I get as much inside intel as I can on who’s hiring and look for referrals into those companies. I’ll also look on websites like indeed.com and job postings on LinkedIn, but instead of applying to those web sites, I’ll look for the decision maker and look to get a referral or email that person directly. Often times, the email address you need to reach a decision maker is right online. Be thorough in your stalking, and you will reap the benefits.

Persistence and targeting is key. At this stage you should be confident in your skillset and what you can offer. You know your one sentence story for your present, and your future.

Get as many offers as you can. See what you’re worth. Keep repeating steps 1-4 until you get your desired pay and work at a company you enjoy working at. This process is lengthy and requires hard work, and persistence in filtering out what offer, and what situation is going to work best for you.

STEP 5: Get Your Financials Straight

One thing that isn’t talked about much in career advancement is how much money you have in your bank account. A big part of making more money in your career is about taking risks. The more risks you take, the more likely you are to find more opportunities to find higher paying jobs.

However, if you don’t have a lot of money saved up and because of this you can’t take any risks with your career, then you’re back to square one.

Money in the bank is important! Do you know why you get mad at others who got 100% financial support from their parents? You’re mad because that person can take any risks with their career and fail without any repercussion.

There are a few things you can do right now to get your money straight.

  1. Follow You Need a Budget (YNAB) Method. I pay for the software and it’s worth every penny. It changed how I view and budget my money. I would have NEVER been able to plan a 6 month trip to Asia without it. I now have a plan for every single dollar I make.
  2. Watch your fixed costs. Mortgages, rent, car payments, the internet, telephone, etc. The first thing I noticed after I really started budgeting was how much money I was spending on all of these things. Stop the bleeding as soon as possible. Do what you can do to keep these costs to a minimum.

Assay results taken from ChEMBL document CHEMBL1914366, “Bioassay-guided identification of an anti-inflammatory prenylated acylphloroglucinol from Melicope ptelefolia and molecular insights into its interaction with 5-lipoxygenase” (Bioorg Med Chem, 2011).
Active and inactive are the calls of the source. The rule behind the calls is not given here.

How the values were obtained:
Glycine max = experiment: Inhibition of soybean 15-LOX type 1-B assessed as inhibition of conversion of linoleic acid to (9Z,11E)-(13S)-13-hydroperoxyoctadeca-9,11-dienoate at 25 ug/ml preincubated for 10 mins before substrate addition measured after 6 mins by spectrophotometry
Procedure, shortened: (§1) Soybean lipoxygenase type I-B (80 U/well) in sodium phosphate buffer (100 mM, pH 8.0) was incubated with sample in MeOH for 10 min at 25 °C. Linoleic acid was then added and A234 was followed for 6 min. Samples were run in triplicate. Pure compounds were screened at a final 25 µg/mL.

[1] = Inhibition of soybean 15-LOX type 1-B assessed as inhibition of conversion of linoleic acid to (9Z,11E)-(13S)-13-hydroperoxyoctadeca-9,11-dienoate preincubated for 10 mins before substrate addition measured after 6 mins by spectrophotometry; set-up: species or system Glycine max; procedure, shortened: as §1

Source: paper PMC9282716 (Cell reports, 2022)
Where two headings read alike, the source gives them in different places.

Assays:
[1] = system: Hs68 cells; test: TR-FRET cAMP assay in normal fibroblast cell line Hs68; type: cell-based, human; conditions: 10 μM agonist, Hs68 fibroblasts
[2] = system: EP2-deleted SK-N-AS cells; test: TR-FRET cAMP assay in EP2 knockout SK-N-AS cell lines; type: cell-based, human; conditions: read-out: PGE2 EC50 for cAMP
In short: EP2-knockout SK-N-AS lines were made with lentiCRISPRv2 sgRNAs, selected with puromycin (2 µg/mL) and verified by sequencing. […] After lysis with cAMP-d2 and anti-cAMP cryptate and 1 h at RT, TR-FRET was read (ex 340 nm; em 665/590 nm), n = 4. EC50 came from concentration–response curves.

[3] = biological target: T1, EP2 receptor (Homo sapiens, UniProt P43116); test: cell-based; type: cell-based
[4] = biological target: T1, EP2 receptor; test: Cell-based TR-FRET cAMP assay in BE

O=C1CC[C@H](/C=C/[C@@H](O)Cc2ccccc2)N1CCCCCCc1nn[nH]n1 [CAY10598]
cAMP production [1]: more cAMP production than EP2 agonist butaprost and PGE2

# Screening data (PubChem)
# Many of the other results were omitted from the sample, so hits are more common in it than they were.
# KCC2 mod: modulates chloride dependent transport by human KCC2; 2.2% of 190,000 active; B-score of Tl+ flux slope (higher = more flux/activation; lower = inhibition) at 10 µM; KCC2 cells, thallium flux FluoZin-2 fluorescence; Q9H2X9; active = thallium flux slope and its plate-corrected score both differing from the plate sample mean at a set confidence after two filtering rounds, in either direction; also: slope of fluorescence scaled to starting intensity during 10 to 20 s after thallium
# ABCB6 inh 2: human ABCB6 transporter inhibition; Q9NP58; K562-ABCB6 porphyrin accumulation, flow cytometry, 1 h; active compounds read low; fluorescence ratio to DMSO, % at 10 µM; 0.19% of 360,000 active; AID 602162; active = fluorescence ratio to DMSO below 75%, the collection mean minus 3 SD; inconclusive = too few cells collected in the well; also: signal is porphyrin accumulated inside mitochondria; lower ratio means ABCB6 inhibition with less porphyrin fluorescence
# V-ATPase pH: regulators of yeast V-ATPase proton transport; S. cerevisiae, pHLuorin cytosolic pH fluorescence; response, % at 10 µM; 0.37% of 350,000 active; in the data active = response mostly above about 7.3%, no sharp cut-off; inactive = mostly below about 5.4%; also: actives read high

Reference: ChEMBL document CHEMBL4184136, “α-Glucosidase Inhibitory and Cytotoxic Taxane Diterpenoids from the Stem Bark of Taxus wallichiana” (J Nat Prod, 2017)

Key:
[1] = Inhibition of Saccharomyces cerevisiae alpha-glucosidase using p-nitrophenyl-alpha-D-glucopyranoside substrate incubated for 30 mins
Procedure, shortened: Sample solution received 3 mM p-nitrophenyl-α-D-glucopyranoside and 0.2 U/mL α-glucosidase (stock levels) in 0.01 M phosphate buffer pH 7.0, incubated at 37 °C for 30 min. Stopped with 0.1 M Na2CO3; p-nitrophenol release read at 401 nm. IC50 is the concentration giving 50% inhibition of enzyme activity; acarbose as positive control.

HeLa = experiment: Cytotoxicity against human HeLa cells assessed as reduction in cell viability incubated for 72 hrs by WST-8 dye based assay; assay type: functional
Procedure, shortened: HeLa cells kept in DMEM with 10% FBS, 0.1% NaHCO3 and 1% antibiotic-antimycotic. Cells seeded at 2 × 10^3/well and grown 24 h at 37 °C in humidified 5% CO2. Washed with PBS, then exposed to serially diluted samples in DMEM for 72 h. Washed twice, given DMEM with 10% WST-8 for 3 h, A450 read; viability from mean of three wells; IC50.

3. Subscribe to Reddit.com/r/personalfinance. I go to this subreddit at least once a week to see how other budget experts spend their money. Don’t be afraid to create an account and ask an honest question about your financial situation.

In summary, 3 years is a reasonable plan to double your salary.

  1. Separate yourself from your job. Learn how to become an independent consultant within your company
  2. Learn new skills that make you a double or triple threat.
  3. Become a super connector
  4. Interview like a mad man to get an accurate representation of what you’re worth to the market
  5. Get your financials straight. You need to get your money straight to take the appropriate risks for your career.

I had 500 dollars in my bank account.

It was hovering at that amount for a long time no matter what I did. I bought fewer things and saved more money. I stopped going out on weekends. Somehow, someway, I always ended up with just 500 dollars in my account.

I was living paycheck to paycheck.

One day I attended a large conference. The keynote speaker said:

“Be bold. You have to take risks to advance. Be your own brand. You have to stand out.”

(more…)

This Question Should be Banned From All Job Interviews

“What was your salary at your current or last job?”

I know… You hate this question too.

 

Why is this a bad question?

Imagine going to a farmers’ market and telling the vendor that you want to buy three oranges. Can you imagine your reaction if the vendor’s response was, “OK. But first, tell me how much you want to pay for these oranges, or how much you were willing to pay for them the last time?”

That’s an example of how ridiculous this question is. The farmer wants ME to tell HIM how much HIS oranges are worth to me?

It’s a great question for the farmer (or the employer), but an absolutely terrible question for the consumer (or job candidate).

(more…)

There I was, sitting outside my boss’s office, waiting for his door to open. I was nervous. I’d been planning this day for at least 2 months.

I was underpaid, and today was the day I was going to fix it.

I brought some firepower with me in a brand new manila folder:

  • Salary reports from similar jobs showing that I was clearly underpaid
  • Calculations of how my work had saved the company money
  • Calculations of how my work had made the company money
  • Previous ratings which were all excellent or near excellent

The door opened. We exchanged a firm handshake. I sat down and he closed the door behind me. He walked around his desk, sat in his leather chair, looked at me and said “What’s up?”

(more…)

“You were such a pushover when you were negotiating your compensation. You could have got more money, but you never asked for it.”

I couldn’t believe what I was hearing.

A year prior I received a job offer to join a company that I was referred in by a senior member of the organization. I had several interviews with the company and they offered me a nice salary bump from my previous job. I was happy with the offer. Here is what I told the VP after getting my offer:

Well, I really enjoy this company and since I came here through a referral I really want to respect the offer. I’ll take it. When do I start?”.

(more…)